How to be an Active Listener to Understand Others

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According to Julian Treasure, a leading expert on sound and communication, “listening is our access to understanding.” Without actively listening to someone we can never understand where they are coming from. Treasure uses a simple acronym, RASA, to relay his steps for active listening. RASA stands for: Receive, Appreciate, Summarize, Ask. So maybe you feel like me, that active listening is rare. But it has never been more needed in today’s world so I’m sharing how to be an active listener to improve relationships and your own communication!

So What is Active Listening?

Active listening is the process of listening attentively when engaged in a conversation with another person. So you listen, paraphrase and reflect. Most importantly you do not judge, give advice, or share a story. When active listening is used in a conversation, the other person feels seen, heard, and valued.

Characteristics of Active Listening

There are unique characteristics of Active Listening. When we practice active listening, we are fully concentrating using all of our senses with full attention to the other person speaking.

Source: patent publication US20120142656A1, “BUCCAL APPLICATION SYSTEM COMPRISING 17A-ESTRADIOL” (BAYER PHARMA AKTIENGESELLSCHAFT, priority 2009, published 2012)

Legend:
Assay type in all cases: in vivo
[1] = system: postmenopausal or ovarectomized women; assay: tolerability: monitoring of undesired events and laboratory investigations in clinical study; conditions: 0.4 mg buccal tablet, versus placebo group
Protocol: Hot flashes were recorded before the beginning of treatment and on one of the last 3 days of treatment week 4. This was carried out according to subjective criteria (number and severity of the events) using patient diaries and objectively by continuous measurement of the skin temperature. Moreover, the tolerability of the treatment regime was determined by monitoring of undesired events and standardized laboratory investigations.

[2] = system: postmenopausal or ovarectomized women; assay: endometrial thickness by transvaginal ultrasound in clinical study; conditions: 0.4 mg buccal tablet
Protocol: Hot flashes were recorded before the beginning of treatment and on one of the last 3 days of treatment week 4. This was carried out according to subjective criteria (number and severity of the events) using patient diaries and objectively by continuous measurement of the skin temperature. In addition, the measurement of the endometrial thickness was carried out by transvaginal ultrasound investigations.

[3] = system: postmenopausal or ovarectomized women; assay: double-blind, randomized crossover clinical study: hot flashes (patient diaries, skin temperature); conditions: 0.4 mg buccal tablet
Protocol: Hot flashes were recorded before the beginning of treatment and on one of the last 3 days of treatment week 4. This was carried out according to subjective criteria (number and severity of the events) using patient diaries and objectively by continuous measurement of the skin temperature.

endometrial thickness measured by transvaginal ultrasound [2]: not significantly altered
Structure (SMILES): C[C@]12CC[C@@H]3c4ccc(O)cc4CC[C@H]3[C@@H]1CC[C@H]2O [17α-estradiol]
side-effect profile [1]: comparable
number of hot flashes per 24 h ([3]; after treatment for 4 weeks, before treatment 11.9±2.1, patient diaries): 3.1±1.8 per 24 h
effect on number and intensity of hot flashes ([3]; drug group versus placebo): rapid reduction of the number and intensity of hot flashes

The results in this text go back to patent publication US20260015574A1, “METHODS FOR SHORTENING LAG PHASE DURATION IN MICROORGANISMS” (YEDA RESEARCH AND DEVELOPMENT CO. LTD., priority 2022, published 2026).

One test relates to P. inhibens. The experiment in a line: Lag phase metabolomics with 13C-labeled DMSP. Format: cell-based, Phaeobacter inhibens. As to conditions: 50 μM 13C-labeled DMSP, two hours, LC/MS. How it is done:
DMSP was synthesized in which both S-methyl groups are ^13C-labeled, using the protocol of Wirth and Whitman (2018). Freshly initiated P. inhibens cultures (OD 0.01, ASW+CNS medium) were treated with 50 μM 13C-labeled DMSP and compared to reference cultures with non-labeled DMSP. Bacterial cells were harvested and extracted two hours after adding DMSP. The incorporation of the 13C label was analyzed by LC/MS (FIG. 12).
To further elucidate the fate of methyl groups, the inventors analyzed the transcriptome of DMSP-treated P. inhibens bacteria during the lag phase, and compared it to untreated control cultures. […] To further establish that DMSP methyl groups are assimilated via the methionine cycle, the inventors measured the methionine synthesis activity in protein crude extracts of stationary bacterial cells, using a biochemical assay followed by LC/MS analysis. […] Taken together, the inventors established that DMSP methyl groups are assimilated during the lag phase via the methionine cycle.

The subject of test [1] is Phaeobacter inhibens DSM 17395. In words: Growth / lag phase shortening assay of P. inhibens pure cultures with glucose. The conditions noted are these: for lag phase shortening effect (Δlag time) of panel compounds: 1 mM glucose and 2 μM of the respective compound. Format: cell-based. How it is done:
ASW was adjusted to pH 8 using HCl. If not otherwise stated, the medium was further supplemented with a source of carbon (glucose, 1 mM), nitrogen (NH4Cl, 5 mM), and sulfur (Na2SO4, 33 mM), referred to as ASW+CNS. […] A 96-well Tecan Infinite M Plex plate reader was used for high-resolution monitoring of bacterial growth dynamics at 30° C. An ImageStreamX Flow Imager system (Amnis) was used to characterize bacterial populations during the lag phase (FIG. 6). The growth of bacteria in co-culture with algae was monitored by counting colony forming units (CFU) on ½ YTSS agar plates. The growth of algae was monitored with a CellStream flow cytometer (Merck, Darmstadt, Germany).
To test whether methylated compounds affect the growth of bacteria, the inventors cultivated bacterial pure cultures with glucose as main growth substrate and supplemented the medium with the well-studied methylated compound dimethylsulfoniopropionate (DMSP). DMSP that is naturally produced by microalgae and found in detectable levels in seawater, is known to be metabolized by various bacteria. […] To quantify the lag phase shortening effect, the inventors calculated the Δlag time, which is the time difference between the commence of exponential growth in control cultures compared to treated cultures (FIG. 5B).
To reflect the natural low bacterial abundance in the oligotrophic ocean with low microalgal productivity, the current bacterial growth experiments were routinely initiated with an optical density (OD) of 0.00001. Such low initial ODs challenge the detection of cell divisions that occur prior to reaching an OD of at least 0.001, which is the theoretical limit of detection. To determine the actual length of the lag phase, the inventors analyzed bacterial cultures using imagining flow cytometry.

• Neutral and nonjudgmental
  • Patient (silence is okay!)
  • Verbal and nonverbal cues (e.g., learning in, smiling, and eye contact)
  • Asking questions for clarification
  • Reflecting and summarizing on what is said

You should be a sounding board rather than being ready to jump in with our own ideas and opinions.

The Purpose of Active Listening

When we use active listening, we are gaining the trust of others while helping to better understand their situations. When we are able to comprehend what is being said, there is a desire to offer support and empathy to the other person. Additionally, establishing the habit of active listening can have positive impacts on relationships, work environments, and other social situations. 

Take Away

Practicing active listening during a conversation offers the feeling of being seen, heard, and valued. According to Treasure, “We teach our children how to read and write, but not how to speak and listen. Conscious listening is rare, and never has it been more needed in the world; at the same time, millions miss out on the potential of the amazing instrument we all play – the human voice – and struggle to speak powerfully”. 

It is time to learn and practice the skill of active listening. Not only do we owe our full attention to others when we communicate, but because the positive emotions of a truly good conversation can help us find positive meaning in life and relationships.

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